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Business Insider buys Morning Brew: Sources

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Business Insider buys Morning Brew: Sources 2

Two college students started Morning Brew five years ago. Now they’re in talks to sell their business newsletter company to Business Insider, according to sources familiar with the two companies.

It’s unclear how much Business Insider intends to pay for Morning Brew, which says it will turn a profit on revenues of $20 million this year. But people who have talked to the company’s founders believe they expect to sell it for more than $50 million, and possibly much more; the Wall Street Journal reports that the deal could be worth more than $75 milllion.

This is an interesting deal, if it gets completed. Business Insider is a digital publisher that got its start with a mix of high-volume clickbait and the occasional scoop, but has recently made a push into more sober journalism it wants to sell via subscriptions. Morning Brew is a business-focused publisher that reassembles news into bite-sized chunks for its millennial audience

You can imagine the logic behind this one: Business Insider gets a company with 2 million subscribers to its free newsletter, which it can try to convert into paying subscribers. And Morning Brews’ team of 50 people gets more resources to help it build out more iterations of its newsletter and other products, like a podcast arm.

A deal could be a huge windfall for Austin Rief and Alex Lieberman, Morning Brew’s co-founders, who started the company as undergrads at the University of Michigan. The two men said they’ve only raised $750,000 from friends and family over the course of the company’s history, which likely means they would keep the majority of the proceeds for themselves.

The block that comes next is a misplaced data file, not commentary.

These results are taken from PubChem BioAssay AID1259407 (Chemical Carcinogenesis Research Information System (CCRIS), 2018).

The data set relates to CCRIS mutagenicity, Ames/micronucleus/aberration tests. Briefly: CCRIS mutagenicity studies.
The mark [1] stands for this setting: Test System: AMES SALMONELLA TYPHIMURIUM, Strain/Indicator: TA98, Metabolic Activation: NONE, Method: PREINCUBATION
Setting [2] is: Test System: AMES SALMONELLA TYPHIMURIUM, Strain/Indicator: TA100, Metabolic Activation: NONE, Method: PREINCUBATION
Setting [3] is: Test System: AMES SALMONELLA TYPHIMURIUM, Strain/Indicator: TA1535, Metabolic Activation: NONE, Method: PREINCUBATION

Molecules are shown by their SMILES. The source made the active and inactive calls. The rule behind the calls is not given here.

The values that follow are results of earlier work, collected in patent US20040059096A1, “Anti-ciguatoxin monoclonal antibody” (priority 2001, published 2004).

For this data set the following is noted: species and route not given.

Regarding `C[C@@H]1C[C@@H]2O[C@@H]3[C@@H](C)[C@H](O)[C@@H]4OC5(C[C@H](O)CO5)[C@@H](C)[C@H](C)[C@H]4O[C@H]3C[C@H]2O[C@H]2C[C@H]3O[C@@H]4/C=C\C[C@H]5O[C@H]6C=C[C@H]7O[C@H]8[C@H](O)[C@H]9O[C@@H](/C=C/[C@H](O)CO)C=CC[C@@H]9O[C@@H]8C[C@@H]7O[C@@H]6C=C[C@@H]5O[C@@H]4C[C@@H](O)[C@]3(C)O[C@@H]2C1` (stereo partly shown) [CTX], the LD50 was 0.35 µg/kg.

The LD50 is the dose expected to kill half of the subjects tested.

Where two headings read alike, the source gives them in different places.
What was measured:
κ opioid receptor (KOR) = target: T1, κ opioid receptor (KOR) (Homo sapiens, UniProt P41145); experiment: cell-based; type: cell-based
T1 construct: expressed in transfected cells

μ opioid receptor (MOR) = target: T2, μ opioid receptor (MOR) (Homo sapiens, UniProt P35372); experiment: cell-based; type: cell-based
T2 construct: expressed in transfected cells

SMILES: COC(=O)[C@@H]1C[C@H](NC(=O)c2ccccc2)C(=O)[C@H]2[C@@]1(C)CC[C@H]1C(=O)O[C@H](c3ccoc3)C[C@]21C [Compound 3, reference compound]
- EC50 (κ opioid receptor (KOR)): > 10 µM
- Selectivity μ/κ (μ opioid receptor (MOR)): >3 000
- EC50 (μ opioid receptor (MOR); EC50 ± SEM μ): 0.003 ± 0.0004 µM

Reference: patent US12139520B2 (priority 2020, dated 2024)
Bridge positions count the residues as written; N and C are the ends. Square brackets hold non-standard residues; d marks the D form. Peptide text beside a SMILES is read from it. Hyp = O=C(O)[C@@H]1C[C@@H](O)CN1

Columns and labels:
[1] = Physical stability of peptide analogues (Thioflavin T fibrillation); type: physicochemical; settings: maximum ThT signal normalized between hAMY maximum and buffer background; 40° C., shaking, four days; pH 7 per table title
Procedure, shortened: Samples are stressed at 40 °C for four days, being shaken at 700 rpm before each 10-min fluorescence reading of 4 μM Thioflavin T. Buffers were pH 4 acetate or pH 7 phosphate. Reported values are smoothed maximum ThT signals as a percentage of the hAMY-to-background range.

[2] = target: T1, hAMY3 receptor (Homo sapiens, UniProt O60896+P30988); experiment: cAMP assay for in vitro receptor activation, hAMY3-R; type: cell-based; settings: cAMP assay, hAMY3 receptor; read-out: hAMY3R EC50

“I can’t confirm anything, but speaking hypothetically, we’d be happy to be in talks with them,” said Business Insider CEO Henry Blodget, via text message. “Alex and Austin are amazing entrepreneurs, and it’s a terrific company.”

The deal would also underscores the media industry’s current fascination with email newsletters, which are a very old distribution model that’s in favor once again.

For instance: Axios, the politics-focused startup that launched in 2017, is reportedly on track to do $58 million in revenue this year, largely on the backs of its popular newsletters. And Substack, a venture-backed company that helps individual writers launch and run their own newsletters, has generated a lot of media buzz, and has brought several high-profile writers into its stable. Two of them — Andrew Sullivan and Casey Newtown — used to work for Vox Media, which owns Recode.

Blodget founded Business Insider in 2007 by Henry Blodget, who had previously made a name for himself as Wall Street analyst during the dot com boom, but was later charged with securities fraud (Blodget settled with financial regulators without admitting or denying the charges). In 2015, he sold the company to German publisher Axel Springer in a deal that valued his company at more than $440 million. (Disclosure: I worked for Blodget at Silicon Alley Insider, a predecessor to Business Insider, and made money when he sold the company.)

In February, Axel Springer told investors that that Business Insider “expects significant growth in revenues,” and that in addition to ad revenues, its three-year-old subscription business would be a “key driver of revenue growth.” The company also said it would make make “extensive investments…especially in the areas of journalism and product & technology.”

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